Pete Carril, who coached the Princeton Tigers men’s basketball team for 29 years, died Monday at age 92, according to a statement from the Carril family released through Princeton Athletics.
“The Carril family is sad to report that Coach Peter J. Carril passed away peacefully this morning,” the family statement read. “We kindly ask that you please respect our privacy at this time as we process our loss and handle necessary arrangements. More information will be forthcoming in the following days.”
Carril pioneered the so-called “Princeton offense,” an unselfish, pass-heavy style which – despite Ivy League policy of not awarding athletic scholarships – leveled the playing field against teams that were often bigger and more athletic.
Between 1967 and 1996, Carril led Princeton to 514 wins, 13 Ivy League championships, 11 trips to the NCAA Tournament and the 1975 NIT Championship.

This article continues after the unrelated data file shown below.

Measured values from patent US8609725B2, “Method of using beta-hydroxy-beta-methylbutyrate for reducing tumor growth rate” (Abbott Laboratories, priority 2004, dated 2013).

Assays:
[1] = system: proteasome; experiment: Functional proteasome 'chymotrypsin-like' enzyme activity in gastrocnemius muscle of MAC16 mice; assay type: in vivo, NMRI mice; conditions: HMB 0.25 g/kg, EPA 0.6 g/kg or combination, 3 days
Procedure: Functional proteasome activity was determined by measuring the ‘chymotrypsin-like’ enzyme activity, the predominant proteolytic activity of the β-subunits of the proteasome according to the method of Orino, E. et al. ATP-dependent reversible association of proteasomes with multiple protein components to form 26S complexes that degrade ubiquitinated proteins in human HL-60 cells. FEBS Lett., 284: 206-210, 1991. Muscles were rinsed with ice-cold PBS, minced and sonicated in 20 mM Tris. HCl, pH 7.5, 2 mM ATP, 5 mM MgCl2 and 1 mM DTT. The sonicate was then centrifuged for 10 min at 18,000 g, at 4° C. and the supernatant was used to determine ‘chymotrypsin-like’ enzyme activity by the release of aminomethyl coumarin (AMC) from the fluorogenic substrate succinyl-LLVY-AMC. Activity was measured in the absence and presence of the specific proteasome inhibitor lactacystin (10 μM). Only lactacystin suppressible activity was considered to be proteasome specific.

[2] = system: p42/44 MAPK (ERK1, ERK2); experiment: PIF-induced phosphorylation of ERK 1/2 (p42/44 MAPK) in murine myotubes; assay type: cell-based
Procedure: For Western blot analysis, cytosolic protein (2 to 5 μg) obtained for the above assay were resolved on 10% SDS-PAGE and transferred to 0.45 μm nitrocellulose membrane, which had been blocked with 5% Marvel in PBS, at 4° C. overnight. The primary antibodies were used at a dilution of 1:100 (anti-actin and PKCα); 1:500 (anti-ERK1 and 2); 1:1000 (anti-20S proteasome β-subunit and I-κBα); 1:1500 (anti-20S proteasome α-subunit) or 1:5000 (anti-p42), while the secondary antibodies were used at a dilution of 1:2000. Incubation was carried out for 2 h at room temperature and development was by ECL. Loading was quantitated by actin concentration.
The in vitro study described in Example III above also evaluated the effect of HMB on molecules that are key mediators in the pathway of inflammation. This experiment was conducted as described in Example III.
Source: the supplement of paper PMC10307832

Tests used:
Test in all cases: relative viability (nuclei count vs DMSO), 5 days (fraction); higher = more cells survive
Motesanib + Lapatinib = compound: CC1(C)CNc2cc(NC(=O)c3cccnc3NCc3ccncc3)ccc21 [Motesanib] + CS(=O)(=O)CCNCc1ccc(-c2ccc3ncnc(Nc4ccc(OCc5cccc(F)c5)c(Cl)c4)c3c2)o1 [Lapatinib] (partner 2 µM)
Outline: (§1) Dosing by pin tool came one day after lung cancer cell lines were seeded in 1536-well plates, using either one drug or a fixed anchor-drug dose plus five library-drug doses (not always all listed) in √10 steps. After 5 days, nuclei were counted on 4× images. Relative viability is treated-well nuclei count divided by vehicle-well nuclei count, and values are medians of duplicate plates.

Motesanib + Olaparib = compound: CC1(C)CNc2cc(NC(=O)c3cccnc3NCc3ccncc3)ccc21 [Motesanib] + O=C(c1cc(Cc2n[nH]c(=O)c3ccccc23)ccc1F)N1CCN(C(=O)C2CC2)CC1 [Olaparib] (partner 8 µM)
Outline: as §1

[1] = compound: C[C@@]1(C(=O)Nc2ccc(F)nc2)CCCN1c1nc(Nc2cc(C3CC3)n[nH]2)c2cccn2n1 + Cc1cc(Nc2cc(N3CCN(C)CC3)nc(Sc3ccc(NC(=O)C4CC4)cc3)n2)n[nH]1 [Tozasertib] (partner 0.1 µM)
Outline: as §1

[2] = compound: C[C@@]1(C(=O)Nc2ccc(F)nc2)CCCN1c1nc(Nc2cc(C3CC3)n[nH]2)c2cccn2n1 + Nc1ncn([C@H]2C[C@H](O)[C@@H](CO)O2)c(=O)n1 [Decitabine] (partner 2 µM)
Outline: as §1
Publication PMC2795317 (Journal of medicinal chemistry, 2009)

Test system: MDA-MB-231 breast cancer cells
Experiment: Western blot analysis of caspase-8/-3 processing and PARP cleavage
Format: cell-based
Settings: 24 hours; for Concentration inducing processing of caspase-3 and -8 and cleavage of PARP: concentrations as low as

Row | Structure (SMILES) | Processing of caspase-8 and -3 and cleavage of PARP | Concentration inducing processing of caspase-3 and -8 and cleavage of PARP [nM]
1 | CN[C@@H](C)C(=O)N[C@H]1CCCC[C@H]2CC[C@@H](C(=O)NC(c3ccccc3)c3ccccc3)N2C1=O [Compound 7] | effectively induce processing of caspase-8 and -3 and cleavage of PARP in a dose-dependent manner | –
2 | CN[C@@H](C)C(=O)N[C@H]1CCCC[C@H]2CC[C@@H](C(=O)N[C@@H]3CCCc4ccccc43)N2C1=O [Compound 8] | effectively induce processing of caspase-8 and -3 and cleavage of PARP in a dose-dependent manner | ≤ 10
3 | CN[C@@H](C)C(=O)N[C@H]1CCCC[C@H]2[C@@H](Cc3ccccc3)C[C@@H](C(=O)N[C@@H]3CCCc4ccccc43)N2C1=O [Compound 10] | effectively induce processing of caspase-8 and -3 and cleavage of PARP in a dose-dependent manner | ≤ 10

“Princeton University mourns the loss of Pete Carril, longtime Princeton men’s basketball coach who had an incredible impact on the program, the sport and this University,” Princeton said on Twitter.
Carril’s biggest triumph for Princeton came in 1996, when he led his 13th-seeded Tigers to a win over heavily favored UCLA. After the epic win, a beaming Carril told CBS, “We just knocked off a giant!”
Carril left Princeton after that Cinderella season and spent more than 10 years as an assistant coach in the NBA, primarily with the Sacramento Kings.
Carril was inducted into the Naismith Memorial Basketball Hall of Fame in 1998.